Review: Rock, Roll & Tutus

Stanton Welch’s new ballet “Tapestry” made for one gorgeous vehicle to show off his current crop of ballet athletes. Launching with an expansive solo by Houston Ballet’s newest principal, viagra 60mg Joseph Walsh, “Tapestry” revealed ample showmanship, musicality and Welch’s signature breathtaking and daredevil partnering.

As always, the fearless Karina Gonzalez moved like a luminous current of energy, all zest and sparkle. Audiences gasped while she sky skipped from Connor Walsh to Ian Casady. The bold Melissa Hough conjured an ice dancer in her whip-fast turns.

Welch’s penchant for air dancing characterized the ensemble work. Joseph Walsh’s crystal clear, yet sumptuously generous, dancing ended the ballet. It’s quite amazing to watch him command every inch of the stage; it’s as if the air gets out of the way when he storms through it.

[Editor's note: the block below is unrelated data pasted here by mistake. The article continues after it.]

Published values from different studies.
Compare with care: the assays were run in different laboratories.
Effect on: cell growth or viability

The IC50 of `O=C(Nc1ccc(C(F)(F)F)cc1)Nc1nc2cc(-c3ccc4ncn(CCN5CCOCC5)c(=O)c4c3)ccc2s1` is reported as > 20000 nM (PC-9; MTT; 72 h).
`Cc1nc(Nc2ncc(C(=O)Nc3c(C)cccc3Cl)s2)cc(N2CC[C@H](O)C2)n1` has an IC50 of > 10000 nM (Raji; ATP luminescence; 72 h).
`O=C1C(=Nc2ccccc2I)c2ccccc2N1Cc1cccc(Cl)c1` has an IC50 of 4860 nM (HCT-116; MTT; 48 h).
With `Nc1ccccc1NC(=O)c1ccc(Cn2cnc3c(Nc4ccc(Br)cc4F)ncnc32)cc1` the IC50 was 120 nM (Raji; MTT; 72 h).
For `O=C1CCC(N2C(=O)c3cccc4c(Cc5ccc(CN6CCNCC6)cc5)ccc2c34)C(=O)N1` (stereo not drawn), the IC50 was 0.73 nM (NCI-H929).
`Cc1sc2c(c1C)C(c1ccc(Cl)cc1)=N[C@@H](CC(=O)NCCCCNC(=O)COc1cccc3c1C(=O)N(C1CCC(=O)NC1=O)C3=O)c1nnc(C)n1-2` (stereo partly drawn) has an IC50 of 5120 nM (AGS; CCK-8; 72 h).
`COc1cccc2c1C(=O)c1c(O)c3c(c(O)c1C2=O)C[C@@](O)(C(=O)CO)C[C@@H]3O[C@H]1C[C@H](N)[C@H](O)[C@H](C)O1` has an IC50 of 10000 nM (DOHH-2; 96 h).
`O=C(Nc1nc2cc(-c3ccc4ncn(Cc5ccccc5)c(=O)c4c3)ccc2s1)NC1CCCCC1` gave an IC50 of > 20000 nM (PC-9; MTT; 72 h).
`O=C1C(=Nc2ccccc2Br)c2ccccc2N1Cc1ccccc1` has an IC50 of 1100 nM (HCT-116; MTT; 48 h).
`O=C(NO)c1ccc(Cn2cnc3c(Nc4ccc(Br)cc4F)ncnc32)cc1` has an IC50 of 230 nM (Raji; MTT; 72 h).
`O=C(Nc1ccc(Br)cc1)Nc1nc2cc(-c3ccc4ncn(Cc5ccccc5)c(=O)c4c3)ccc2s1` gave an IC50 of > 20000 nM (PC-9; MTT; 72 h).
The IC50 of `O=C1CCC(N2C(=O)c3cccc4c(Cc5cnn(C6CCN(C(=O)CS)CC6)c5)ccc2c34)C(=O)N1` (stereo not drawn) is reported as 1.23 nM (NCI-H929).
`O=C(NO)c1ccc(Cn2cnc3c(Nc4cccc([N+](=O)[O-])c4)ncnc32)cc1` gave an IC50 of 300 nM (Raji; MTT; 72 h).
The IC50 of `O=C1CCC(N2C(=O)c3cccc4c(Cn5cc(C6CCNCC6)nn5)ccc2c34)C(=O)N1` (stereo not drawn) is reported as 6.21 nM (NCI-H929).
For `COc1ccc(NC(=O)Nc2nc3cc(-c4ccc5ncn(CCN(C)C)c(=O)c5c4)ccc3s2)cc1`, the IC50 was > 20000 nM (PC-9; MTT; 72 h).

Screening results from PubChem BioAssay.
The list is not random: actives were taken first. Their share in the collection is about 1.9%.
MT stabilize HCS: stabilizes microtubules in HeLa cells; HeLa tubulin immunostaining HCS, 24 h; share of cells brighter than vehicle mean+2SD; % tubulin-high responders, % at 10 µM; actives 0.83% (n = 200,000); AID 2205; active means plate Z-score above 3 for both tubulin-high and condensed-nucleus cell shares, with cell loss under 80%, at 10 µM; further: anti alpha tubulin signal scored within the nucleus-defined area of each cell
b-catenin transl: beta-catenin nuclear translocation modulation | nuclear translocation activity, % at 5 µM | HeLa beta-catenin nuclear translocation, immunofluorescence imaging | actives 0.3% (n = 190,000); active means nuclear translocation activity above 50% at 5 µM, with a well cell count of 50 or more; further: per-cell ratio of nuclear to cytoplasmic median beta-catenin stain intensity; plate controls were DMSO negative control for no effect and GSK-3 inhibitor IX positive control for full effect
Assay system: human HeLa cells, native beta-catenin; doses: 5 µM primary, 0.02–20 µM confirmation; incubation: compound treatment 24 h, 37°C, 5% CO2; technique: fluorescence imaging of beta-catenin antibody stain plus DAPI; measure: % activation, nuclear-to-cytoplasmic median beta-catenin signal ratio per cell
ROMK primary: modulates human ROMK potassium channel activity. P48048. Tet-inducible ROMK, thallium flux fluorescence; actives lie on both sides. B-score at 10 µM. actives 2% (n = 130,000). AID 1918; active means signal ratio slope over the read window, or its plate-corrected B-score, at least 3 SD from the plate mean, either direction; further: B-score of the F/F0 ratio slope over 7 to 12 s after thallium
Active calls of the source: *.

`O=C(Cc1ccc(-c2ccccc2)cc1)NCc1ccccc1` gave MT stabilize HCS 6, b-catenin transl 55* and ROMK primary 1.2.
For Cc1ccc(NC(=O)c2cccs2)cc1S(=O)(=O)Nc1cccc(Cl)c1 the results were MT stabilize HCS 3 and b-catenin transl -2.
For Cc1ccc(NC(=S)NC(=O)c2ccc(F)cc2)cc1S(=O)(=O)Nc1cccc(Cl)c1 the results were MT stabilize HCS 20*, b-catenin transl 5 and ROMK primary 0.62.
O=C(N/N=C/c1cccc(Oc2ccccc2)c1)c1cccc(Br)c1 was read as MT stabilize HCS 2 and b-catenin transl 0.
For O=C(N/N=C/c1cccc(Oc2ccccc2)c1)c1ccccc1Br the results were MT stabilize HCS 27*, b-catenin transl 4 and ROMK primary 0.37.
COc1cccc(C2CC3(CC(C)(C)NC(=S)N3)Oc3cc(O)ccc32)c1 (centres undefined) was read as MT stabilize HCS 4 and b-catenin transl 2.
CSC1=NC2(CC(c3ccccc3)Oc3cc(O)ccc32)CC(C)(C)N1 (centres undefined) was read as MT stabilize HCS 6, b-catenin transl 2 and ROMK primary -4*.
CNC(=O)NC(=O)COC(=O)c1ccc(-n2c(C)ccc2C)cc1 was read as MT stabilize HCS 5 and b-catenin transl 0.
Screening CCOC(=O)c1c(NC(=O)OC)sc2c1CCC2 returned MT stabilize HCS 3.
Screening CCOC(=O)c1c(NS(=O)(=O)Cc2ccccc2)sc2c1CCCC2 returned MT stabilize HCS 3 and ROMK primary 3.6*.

Holly Hynes’ costumes combined intricate patterns and bold structure, mirfine roring the ballet, while Lisa J. Pinkham’s lighting cast a velvety glow. The hanging robes backdrop, on the other hand, did little to enhance the ballet. I kept expecting these glorious dancers to weave the robes into some grand tangle. Alas, I had to be satisfied with the stellar dancing.

Christopher Bruce’s “Rooster” focuses on The Rolling Stones more memorable and haunting songs. Katelyn May’s pitch perfect portrayal as the girl who always gets left out was simply adorable, while Christopher Croomer’s body perfectly held the slumped, but proud, posture of the era.

The evening wrapped up with an equally rousing and razor sharp performance of Welch’s “Divergence,” Welch’s in-your-face rubber tutu ballet.